The first stop on my Regency Journey is drafting the pattern for my Regency corset. I did a short corset-making course a few years ago, where I learnt the art of moulage in dressmaking, and I will be putting some of those skills to good use!
A moulage is essentially a mould of an individual’s upper body, obtained by their body measurements. An adjustable dressmakers dummy works well as a moulage (however the vertical dimensions of the dummy are not usually adjustable). The moulage can then be used to form a sloper, which is basically a two-dimensional pattern of this body shape, designed to fit the body like a glove. The sloper can then be used to draft practically any pattern by merely changing the design features.
For instance, once you know how big the waist is and how far above the hip line it sits, you can make a skirt with any feature (pockets, thick waistband, full-skirted, etc…) to fit these body dimensions, merely by changing the design of the pattern.
Using some of these techniques, I will be drafting a Regency corset pattern to fit me! The benefit of this is that the resulting garment is very comfortable and should fit soundly.
Whilst I have completed a short-course in corset-making, I am unfortunately no expert in the area of drafting patterns. One day I would love to learn the art of pattern drafting more thoroughly.
Steps to Drafting a Corset Pattern
Step One: Take your circumference measurements (of bust, waist and hips). Also take the vertical measurements, i.e. how far apart your bust line is from your waistline and your hipline. I also took my under-bust measurement. A bust separation measurement (the distance between the nipples) is also useful to help with the bust gusset placement.
Step Two: Mark them out on a sheet of paper. You will have three horizontal lines representing the position of your bust, waist and hips. The lines should be the same distance apart vertically that they are on your body. (But the length of these lines are irrelevant, i.e. the length of the line representing the waist should not be the circumference of the waist. Instead, just make them long.)
Step Three: Begin to draw your pattern. I have conveniently skipped over the making-a-sloper part, and moved straight to the pattern drafting! At this point, it is important to determine the particular design features of your corset. An eighteenth century corset looks different to a nineteenth century one, so look carefully at the design features you want to include.
Some Regency design features of this pattern include: gussets to enable a breast cup, hip gussets, a busk in centre front (to increase rigidity), and shoulder straps (not shown). The actual gussets (which are triangular-shaped pieces designed to be inserted to give shape to a garment) are not shown here, but the vertical slits where they will be inserted are. I decided to partially make my corset and fit the gussets and straps once I could try it on.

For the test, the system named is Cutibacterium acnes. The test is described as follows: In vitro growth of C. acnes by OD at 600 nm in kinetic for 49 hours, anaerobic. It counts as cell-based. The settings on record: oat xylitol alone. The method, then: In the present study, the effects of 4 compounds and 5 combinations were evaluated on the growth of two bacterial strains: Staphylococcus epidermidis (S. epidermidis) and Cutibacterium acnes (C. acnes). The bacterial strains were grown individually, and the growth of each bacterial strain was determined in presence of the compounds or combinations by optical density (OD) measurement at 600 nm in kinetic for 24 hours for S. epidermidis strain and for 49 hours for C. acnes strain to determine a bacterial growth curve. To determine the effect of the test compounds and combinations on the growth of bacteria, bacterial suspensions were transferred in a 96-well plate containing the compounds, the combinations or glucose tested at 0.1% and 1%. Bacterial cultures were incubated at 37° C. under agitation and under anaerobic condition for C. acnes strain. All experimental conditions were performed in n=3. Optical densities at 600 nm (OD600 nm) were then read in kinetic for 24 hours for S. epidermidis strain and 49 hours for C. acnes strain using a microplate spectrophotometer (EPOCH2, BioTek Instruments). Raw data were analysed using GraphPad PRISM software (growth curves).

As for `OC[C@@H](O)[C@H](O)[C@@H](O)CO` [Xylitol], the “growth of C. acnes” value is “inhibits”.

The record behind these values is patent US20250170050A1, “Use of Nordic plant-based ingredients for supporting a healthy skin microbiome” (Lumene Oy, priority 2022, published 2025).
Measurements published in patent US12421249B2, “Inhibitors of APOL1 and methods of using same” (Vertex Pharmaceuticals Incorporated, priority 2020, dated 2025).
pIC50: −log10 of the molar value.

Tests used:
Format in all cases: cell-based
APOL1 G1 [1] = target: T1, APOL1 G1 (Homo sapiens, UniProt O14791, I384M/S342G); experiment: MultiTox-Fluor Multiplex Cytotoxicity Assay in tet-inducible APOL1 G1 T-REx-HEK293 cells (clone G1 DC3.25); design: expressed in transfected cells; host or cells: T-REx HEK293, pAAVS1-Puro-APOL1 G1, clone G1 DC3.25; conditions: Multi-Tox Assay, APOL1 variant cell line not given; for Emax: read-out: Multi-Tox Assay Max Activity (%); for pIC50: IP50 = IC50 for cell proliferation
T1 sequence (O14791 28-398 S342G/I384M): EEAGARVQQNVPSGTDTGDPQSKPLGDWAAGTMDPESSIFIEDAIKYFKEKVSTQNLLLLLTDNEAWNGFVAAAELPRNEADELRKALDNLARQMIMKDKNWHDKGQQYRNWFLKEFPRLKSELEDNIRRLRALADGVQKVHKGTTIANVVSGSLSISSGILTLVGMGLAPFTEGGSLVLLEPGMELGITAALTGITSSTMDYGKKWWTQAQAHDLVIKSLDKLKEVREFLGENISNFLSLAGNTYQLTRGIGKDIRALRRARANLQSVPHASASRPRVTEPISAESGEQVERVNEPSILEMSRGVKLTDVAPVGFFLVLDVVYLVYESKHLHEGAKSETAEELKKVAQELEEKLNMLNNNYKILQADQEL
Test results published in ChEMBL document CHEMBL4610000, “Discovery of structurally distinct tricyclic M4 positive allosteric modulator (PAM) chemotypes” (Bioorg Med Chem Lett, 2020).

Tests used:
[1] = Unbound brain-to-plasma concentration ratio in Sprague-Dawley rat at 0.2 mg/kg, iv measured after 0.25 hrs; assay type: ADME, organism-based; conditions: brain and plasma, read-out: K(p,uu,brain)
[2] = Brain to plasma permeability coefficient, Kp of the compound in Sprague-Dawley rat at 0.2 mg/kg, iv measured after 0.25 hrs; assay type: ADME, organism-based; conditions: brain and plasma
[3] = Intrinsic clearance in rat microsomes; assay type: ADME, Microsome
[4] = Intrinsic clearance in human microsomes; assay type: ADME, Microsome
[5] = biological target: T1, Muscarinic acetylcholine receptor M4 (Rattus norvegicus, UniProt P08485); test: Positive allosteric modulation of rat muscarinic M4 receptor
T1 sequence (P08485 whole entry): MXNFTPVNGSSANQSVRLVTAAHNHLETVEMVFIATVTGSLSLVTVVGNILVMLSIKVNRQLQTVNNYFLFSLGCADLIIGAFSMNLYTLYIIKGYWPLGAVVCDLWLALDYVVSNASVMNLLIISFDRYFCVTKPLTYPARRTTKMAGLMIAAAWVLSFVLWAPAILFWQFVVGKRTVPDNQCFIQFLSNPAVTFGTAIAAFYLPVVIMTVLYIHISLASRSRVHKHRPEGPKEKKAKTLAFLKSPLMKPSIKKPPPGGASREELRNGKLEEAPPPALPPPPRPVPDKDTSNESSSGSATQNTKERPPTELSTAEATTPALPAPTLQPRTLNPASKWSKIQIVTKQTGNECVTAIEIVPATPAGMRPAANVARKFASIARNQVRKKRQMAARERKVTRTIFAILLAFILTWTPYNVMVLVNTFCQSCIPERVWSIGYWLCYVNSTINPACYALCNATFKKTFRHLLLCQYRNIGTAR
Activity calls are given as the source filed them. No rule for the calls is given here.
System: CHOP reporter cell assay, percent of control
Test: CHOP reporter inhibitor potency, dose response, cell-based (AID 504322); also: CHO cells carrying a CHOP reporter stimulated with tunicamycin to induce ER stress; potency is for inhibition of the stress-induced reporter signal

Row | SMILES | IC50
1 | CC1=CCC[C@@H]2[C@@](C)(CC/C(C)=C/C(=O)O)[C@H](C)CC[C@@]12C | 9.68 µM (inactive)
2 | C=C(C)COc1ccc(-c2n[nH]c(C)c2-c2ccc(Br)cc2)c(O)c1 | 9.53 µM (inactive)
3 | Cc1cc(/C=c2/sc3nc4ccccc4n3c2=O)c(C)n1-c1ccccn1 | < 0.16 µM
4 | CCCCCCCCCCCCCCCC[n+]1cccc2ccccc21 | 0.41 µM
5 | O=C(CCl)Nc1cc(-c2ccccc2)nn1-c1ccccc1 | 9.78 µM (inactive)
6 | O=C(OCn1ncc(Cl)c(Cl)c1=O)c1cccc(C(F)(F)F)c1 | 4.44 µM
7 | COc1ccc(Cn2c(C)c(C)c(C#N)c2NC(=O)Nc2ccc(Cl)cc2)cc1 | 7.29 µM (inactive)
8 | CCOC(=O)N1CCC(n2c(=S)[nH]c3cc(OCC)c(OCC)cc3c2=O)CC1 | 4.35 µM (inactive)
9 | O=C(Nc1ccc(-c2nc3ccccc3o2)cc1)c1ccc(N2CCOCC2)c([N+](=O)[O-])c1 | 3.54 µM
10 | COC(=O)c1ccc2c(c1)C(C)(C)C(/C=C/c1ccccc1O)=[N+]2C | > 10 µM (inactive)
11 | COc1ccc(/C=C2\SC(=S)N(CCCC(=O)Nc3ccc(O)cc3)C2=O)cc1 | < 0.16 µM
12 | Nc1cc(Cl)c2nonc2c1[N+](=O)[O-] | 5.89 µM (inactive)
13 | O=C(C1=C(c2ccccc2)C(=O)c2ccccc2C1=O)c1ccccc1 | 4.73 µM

Some tips in sketching out your pattern:
- Patterns are usually drawn without seam allowances first, and then these are added later.
- They are also usually drawn next to each other in the way they will be sewn.
- Divide your circumference measurements (of bust, waist and hips) in half (as the pattern will only deal with half of your body). Use these halved numbers to help you make the pattern fit your body. For instance, if you add up the waist measurements of each pattern piece, they should add up to your halved waist circumference to fit correctly because you usually cut two of each piece.
- For this particular pattern, the gussets in both the hipline and bustline change the measurements required. I allowed for two 5cm breast gussets on each side (so I subtracted 10cm from my halved bust measurement), and one 10cm hip gusset on each side (a subtraction of 10cm from my halved hip measurement).
You can use this method with any corset design. This is a Regency corset (1815), but I have also used this same procedure with a Rococo corset (1750) and a Victorian corset (mid-1800’s).
Step Four: Once your pattern is drawn accurately and matches your body measurements, overlay another piece of paper on top and trace the pattern pieces. Add the seam allowances (1.5cm is fairly standard). Add the grainline, which is usually perpendicular to the waistline, unless you are cutting pieces on the bias. If you are cutting a piece on the bias, the grainline will run 45 degrees from the waistline. You could also add notches or some other guide to help you position the pieces correctly for sewing (I didn’t do this).
Tip: Use a dressmaker’s dummy to place your pattern pieces against to double check your measurements. I found this very useful for armhole placement (and to give myself the confidence that I had done it right!). The downside to this is that sometimes the dummy does not have the correct vertical body measurements.
Step Five: Cut out your pattern pieces, pin them on your material and you are ready to cut it out and begin your fabric work!
The next step on My Regency Journey is constructing the corset!
Go to My Regency Journey to view all of my posts in order.
History of Corsets – This site contains many corset designs from different eras
Achieving a proper fit with Regency stays – by Oregon Regency Society
Examples and pictures of Regency era underwear – Jessamyn’s Regency Costume Companion
An example of Using moulage to draft a Regency corset pattern – Sempstress
Draft Your Own Corset Pattern – by Foundations Revealed (The topic is Victorian corsets, but the same principles apply.)
Jane Austen Festival – website